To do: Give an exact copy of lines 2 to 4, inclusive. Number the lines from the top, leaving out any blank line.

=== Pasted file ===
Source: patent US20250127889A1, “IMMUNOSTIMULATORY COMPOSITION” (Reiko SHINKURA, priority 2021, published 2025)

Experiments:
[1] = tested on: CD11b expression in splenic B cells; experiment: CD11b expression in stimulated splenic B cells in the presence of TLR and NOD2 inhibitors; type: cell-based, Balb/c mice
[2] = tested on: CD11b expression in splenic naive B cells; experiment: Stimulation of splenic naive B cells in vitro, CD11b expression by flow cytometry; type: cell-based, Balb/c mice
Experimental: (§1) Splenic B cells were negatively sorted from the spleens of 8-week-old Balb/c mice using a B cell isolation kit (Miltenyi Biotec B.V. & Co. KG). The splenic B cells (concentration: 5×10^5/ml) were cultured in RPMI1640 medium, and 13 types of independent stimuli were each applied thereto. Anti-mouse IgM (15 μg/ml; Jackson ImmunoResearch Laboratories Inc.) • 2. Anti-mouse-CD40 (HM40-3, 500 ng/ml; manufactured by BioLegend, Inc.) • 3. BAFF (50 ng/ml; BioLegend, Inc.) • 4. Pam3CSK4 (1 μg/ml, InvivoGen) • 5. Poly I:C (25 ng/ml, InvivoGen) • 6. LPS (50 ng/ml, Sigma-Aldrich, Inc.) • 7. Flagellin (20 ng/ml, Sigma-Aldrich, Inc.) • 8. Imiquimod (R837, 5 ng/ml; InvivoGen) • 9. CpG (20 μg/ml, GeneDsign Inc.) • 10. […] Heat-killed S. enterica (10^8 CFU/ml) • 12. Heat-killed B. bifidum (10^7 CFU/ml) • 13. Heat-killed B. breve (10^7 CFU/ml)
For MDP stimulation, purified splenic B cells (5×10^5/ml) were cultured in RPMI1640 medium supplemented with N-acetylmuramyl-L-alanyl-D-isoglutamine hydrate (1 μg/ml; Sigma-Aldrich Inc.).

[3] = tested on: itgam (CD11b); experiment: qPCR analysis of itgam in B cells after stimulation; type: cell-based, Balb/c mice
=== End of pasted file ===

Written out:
Experiments:
[1] = tested on: CD11b expression in splenic B cells; experiment: CD11b expression in stimulated splenic B cells in the presence of TLR and NOD2 inhibitors; type: cell-based, Balb/c mice
[2] = tested on: CD11b expression in splenic naive B cells; experiment: Stimulation of splenic naive B cells in vitro, CD11b expression by flow cytometry; type: cell-based, Balb/c mice